MaPs have had problems with their executive. John Govett was Chief Executive and a member of the Board until 14 June 2019. Helen John was Chief Financial Officer and Director until 26 April 2019 and left the company on 17 May 2019. Justin Kenny was appointed as Chief Operating Officer and a member of the Board from 25 February to 24 May 2019.
The MaPS board now has only two voting executives. Caroline Siarkiewicz joined the Board as Acting Chief Executive and Accounting Officer on 15 June 2019. She wasn’t appointed Chief Executive Officer till 27 January 2020. Steve Buckingham joined the Board on taking up the position of Chief Financial Officer on 29 April 2019.
We could hope that after a bad start, things are settling down. But, according to Tom McPhail’s review, there are two many board meetings, the non execs -and particularly the Chair exercise executive control but the board are out of sync with the DWP and with the delivery of the services MaPS exists to provide.
MaPS’ Board composition lacks representation from any form of end-user voice. It boasts a roster of highly capable and experienced individuals who understand about business leadership, governance, entrepreneurship, policy making and academia; what it lacks is anyone with any recent experience of frontline delivery of the services MaPS exists to provide
Maps has five non executive directors and a non-executive chair and runs six sub- committees.
Despite all this non-executive governance, MaPS is loading its advisory board to 16 members.
Add to this the 10 challenge groups (each with a chair and at least 10 members) who are also charged with delivering the 10 year plan and you have a massive number of jobs for a group of people building portfolio careers.
MaPS had only 284 staff working for them in 2020, this has increased to 420 but it now has 139 named advisers on its various boards and challenge groups. There are only three people working at MaPS for every person in a non-executive role.
This works well for the substantial number of policy officers within financial services whose output tends to be reports that are under-read but which justify the creation of further working groups producing further reports.
However it is not working for the pensions people at MaPS , this message , posted on linked in cannot be taken in isolation but it is not the first such message of its kind I have seen.
Having previously worked at The Pensions Advisory Service (TPAS) which at the time prided itself on focusing on giving the public free impartial help and guidance on UK pension related matters and then also began to offer the telephone based service offering for Pension Wise, I am dismayed to see that since these services were submerged into the Money and Pensions Service (MaPS) how much the pensions guidance offering has been sidelined and watered down over the past few years.
Indeed the latest re-branding to ‘Money Helper’ has now dropped the word Pensions completely out of the organizations title & branding.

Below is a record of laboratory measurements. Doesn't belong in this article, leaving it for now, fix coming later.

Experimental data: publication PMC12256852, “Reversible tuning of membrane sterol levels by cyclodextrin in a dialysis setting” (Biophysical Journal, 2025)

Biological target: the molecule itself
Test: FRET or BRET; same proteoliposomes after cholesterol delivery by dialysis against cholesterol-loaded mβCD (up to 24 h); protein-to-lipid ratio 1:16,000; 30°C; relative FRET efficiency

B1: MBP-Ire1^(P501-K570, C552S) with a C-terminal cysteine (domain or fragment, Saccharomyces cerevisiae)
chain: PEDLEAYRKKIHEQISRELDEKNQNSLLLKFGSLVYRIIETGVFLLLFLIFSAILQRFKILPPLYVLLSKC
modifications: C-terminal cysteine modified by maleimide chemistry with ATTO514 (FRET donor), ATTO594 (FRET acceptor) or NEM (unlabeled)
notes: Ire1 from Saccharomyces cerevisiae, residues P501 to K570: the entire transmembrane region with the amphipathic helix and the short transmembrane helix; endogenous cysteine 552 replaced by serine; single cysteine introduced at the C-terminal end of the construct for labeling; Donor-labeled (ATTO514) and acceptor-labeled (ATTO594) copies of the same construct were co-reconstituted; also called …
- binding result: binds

Members of the public that TPAS was originally set up to help on pension related matters, I’m sure must now have a great deal more difficulty in finding out this is where to go for pensions information and guidance.
I know that feeling is shared by many of my former colleagues who have worked there more recently also. The extremely high staff turnover levels of the former TPAS staff should be viewed as an indicator of staff dissatisfaction in the way this formerly outstanding service is now being managed and diminished. High staff turnover is usually an indicator of poor management and loss of direction.
Indeed, in Tom McPhail’s departmental review of MaPS for the DWP, the problems is a central focus
In 2019 MaPS saw staff turnover rates of around 22% and exit interviews indicated that two key reasons were:
merging into a DWP Arms-Length Body
lack of stability at senior level with the implications of the leadership style of the previous CEO
There are some real jobs of work to be done at MaPS but some have been done in a poor way. The Price Comparison service for investment pathways is not fit for purpose, the dashboard will be deemed a triumph if it arrives four years late, Pensions Wise is getting 10-11% take up and pension guidance activities seem to be diminishing fast.
A yearning to brand everything “money”
Earlier in 2021, MaPS launched the “MoneyHelper” brand. This has been the main focus for MaPS in 2021, like the strategy, the new brand was a year in the making and involved a major media launch.
But as the comment above says, it means that what was the “Pension Advisory” service now helping with money. People want help with pensions, are we to see the pension dashboard be similarly dumbed down?
I cannot comment on the 70% of MaPS funding that goes on debt advice and guidance but suspect that the story is much the same. There is a lot of talk and not enough action.
Let’s hope that in 2020, we had greater continuity in management and that we started seeing an uptick in some of the MaPS activities we pay our levy for.
But the signals don’t look promising, loading MaPS with a 16 strong advisory board, does not suggest a great deal of confidence in the current executive or indeed the current strategy.